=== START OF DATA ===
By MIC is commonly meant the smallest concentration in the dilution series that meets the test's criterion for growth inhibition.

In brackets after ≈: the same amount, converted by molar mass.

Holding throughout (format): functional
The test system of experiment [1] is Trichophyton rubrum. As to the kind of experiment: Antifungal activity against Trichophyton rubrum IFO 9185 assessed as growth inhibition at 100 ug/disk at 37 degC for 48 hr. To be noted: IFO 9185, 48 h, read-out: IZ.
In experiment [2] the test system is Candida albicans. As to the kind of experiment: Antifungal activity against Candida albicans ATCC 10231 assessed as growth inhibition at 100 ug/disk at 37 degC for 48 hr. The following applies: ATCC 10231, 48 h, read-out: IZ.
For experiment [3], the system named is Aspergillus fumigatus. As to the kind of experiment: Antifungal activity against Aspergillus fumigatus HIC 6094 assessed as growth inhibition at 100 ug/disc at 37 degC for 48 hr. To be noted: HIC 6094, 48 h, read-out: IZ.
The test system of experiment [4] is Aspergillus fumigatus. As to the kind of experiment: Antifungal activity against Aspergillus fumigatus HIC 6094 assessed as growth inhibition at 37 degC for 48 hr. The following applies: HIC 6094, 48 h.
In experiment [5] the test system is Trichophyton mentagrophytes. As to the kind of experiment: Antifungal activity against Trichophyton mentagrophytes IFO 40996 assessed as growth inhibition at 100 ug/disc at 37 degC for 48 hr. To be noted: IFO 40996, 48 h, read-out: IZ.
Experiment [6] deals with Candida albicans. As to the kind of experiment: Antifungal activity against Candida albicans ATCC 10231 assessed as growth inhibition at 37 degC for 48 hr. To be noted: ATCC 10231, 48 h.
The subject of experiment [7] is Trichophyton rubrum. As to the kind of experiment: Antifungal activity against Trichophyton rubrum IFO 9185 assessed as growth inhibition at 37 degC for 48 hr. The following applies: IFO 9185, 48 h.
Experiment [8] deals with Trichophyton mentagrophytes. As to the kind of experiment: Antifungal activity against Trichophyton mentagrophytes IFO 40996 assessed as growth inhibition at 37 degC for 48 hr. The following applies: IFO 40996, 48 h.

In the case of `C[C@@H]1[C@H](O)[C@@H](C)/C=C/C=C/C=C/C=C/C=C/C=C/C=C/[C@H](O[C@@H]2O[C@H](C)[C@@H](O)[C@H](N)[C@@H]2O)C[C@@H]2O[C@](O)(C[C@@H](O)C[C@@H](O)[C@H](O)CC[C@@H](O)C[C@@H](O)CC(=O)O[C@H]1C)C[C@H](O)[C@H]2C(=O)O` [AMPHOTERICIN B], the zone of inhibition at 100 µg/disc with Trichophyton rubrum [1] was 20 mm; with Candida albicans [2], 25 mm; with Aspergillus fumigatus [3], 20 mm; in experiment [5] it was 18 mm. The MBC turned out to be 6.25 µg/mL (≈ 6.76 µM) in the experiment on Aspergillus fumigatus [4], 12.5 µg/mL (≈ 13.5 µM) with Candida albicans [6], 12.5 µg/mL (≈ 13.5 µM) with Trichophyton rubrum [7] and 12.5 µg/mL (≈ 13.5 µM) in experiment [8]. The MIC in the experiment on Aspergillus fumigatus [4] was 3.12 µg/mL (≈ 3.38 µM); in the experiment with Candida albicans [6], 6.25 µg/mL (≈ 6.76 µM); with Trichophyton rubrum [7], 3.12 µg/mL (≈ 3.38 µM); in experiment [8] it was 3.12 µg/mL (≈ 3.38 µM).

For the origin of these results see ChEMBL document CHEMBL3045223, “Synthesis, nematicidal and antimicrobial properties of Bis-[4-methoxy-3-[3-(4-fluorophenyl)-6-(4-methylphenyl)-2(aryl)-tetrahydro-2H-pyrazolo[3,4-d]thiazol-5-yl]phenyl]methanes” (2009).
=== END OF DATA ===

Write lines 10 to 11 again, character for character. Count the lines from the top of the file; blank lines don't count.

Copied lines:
The subject of experiment [7] is Trichophyton rubrum. As to the kind of experiment: Antifungal activity against Trichophyton rubrum IFO 9185 assessed as growth inhibition at 37 degC for 48 hr. The following applies: IFO 9185, 48 h.
Experiment [8] deals with Trichophyton mentagrophytes. As to the kind of experiment: Antifungal activity against Trichophyton mentagrophytes IFO 40996 assessed as growth inhibition at 37 degC for 48 hr. The following applies: IFO 40996, 48 h.